O’Hoppe, an elite prospect for the Angels, gets the winning hit in the winning effort.


Logan O’Hoppe, the Angels’ No. 1 prospect, made his major league debut Wednesday in a 4-1 win over the Oakland Athletics. After dominating with the Angels’ double-A team this summer, he was put on the taxi squad early Tuesday and called up not even 24 hours later.

The highly touted catcher was tested immediately.

Behind the plate for starting pitcher Michael Lorenzen, O’Hoppe twice did not act fast enough as A’s runners stole second base.

In the first inning, with runners at the corners, Seth Brown took off from first. O’Hoppe popped up from his crouch but instead of throwing he looked toward third.

In the fifth inning, Tony Kemp broke for second and as O’Hoppe cocked his arm back, he dropped the ball behind him.

Rookie slip-ups, to be sure. But overall, his debut as a big league catcher was a success.

At the plate, there were some nerves. In his first at-bat, O’Hoppe swung and missed the first two pitches from A’s starter Adrian Martinez, both sliders, but wasn’t fooled on the next two, a sinker then a changeup. The sixth pitch of the at-bat, another sinker, O’Hoppe jumped on for a single to center, his first major league hit. He grounded out and struck out swinging in his next two at-bats.

Most importantly, he helped Lorenzen and four relievers limit the A’s to five hits, and home runs by Mike Trout and Taylor Ward highlighted the Angels’ third win in a row.

“I’ve been doing a lot of thinking in the past day or so,” O’Hoppe said before the game, “and the thing I’m most proud of is that all my life I’ve worked to get here to prove the people I love right. I’ve always been motivated to keep those people believing in me and proving them right.”

Those people he loves most had a pretty good seat for that first hit, in the second row behind the first base dugout. He made them proud long before he waved to the Angel Stadium crowd after getting that first hit.

“People say that they would like to do this someday, but to actually do this is extraordinary,” Logan’s mother, Angela, said. “And he just willed it to be by always doing it the right way and I’m so proud of him.”

O’Hoppe’s family reflects on his baseball journey

As far back as O’Hoppe and his family remember, he has loved baseball.

He remembered being a child, hitting off a plastic tee in the backyard of his family’s home in Sayville, N.Y. “And dad would pitch to me after he cut the grass,” he said before the game. “That sounds cliche, but it’s true.”

His mother remembered the 2-year-old boy who would fall asleep with his bat. “And then it’s his first tee-ball game and then it’s his first [Little League] home run,” she added. And there was always one rule in particular O’Hoppe’s parents had: “Play with class or don’t play at all.”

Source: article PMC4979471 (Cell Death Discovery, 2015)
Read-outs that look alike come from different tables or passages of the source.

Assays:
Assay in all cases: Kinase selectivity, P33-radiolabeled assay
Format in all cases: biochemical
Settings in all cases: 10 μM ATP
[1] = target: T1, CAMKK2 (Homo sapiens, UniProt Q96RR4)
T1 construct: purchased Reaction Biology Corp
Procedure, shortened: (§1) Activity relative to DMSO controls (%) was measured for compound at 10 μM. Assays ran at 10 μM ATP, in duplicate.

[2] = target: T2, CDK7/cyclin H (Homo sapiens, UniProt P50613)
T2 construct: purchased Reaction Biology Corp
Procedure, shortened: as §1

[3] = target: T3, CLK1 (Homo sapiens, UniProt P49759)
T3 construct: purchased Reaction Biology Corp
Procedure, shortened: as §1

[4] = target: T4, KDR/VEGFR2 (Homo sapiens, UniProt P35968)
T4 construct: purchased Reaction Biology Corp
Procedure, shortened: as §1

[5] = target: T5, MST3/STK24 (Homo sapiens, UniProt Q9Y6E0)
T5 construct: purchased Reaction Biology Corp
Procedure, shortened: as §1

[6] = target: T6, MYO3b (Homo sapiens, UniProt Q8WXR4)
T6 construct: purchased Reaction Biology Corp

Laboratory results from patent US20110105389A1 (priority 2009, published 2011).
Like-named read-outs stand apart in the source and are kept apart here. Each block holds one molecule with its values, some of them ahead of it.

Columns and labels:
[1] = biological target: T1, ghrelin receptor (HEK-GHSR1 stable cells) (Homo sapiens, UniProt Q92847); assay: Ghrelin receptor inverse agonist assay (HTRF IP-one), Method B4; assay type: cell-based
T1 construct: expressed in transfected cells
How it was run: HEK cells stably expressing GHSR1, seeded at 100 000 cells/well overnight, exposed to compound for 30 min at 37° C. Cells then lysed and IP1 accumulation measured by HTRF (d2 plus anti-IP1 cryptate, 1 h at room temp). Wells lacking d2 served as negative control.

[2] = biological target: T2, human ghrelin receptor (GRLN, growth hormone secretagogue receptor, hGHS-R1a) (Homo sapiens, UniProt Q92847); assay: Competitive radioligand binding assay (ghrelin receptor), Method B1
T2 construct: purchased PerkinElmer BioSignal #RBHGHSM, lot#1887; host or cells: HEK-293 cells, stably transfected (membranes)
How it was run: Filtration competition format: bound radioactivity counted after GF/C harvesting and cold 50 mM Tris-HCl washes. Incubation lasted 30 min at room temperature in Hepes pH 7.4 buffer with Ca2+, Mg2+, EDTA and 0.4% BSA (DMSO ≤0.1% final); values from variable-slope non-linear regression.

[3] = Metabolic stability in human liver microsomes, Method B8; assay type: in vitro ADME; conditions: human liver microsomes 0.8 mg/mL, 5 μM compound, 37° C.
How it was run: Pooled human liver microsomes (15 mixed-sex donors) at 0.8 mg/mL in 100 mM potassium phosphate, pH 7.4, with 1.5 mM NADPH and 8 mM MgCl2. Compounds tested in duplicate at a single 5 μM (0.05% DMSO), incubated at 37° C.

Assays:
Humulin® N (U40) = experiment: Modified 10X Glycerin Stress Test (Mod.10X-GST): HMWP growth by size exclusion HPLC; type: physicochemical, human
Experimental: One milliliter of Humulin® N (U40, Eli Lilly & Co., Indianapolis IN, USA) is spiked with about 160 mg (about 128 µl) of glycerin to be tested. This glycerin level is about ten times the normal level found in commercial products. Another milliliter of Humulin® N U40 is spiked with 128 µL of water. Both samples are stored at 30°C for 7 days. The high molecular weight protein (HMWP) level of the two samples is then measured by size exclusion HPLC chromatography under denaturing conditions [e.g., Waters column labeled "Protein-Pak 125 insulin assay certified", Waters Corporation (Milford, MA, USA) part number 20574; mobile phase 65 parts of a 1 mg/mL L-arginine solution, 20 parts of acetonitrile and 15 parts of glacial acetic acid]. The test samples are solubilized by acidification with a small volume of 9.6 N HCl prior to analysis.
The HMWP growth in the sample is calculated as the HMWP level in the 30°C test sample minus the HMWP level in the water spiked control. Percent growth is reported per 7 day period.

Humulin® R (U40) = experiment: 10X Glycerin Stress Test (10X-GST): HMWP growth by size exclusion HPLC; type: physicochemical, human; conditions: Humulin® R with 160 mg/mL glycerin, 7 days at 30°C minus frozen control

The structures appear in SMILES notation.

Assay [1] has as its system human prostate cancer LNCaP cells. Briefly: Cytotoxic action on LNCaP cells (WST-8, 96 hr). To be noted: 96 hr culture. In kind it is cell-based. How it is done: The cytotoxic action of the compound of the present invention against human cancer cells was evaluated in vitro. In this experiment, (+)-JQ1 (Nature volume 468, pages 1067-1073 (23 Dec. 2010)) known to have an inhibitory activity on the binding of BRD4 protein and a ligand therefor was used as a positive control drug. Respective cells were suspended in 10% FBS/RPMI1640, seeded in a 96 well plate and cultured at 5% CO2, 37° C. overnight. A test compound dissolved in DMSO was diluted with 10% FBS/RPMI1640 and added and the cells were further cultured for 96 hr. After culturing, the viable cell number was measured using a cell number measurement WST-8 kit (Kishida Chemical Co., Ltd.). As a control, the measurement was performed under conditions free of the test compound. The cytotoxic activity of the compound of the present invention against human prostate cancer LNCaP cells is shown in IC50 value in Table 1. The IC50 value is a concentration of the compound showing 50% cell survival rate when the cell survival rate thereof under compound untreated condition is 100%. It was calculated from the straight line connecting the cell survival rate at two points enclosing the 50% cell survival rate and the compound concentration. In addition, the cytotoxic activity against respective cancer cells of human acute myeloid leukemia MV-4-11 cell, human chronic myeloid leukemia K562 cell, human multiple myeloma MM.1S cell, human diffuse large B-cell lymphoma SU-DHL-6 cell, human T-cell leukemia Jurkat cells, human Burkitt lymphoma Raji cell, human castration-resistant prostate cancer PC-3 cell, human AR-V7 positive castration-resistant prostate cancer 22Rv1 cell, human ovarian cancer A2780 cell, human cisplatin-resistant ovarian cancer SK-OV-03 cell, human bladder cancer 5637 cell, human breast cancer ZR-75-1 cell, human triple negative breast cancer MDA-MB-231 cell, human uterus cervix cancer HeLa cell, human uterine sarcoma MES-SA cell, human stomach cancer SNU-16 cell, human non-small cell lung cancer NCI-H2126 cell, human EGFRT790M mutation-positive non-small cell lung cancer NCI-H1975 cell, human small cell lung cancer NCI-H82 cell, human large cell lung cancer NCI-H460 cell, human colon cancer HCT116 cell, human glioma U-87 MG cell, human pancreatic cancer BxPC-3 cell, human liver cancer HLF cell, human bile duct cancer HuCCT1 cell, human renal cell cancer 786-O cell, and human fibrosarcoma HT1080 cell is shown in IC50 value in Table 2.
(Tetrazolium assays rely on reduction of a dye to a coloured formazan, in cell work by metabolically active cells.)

O’Hoppe, now 22, was told Tuesday night that he would make his debut Wednesday. In that instant, his baseball life leading up to that point played out in a series of happy memories in his mind.

“It’s funny, I haven’t thought about my minor league career a lot these past couple days; I thought about those moments the most,” he said before the game.

O’Hoppe had been in the Phillies’ minor league system until this summer, when he was part of a deadline trade that sent Brandon Marsh to Philadelphia. In the 32 games he played in double-A Rocket City, O’Hoppe logged 32 hits, scored 25 runs, drove in 34 runs and had a 1.104 on-base-plus-slugging percentage.

O’Hoppe — who was drafted No. 677 overall out of St. John the Baptist High School in West Islip, N.Y. by the Phillies in 2018 — also kept in mind all the people who helped him get to this moment, some of whom made the trip to Anaheim.

His parents booked flights within hours of learning he was scheduled to make his debut. They arrived at Angel Stadium before the gates opened at 5 p.m. His twin sister, Mel, flew in Tuesday to see him in his Angels uniform. Former coaches and friends also showed up for his debut.

Joining them was a contingent of more than 15 people including family friends, former coaches like his old catching coach Tom Downey and high school coaches Casey and Ronny McKay, and some of O’Hoppe’s friends.

Welcome back, Rendon

Third baseman Anthony Rendon was reinstated from the injured list Wednesday and began his five-game suspension for his role in a brawl with the Seattle Mariners.

With seven games remaining, Rendon will have the opportunity to return to the lineup before the season ends.

Before being reinstated, Rendon completed his second day of taking live pitches from Angels minor leaguers.

“I was gonna push myself to try to come back this year in order to work but if it didn’t, that’s fine,” said Rendon, who didn’t want to end the season on the injured list for a second season in a row. “I didn’t want to leave anything behind, saying ‘Oh, I could have kind of got activated.’ I wanted to make sure that I gave myself every opportunity.”

He also credited Kurt Suzuki, his longtime teammate who plans to retire after this season, for motivating him to continue working hard.

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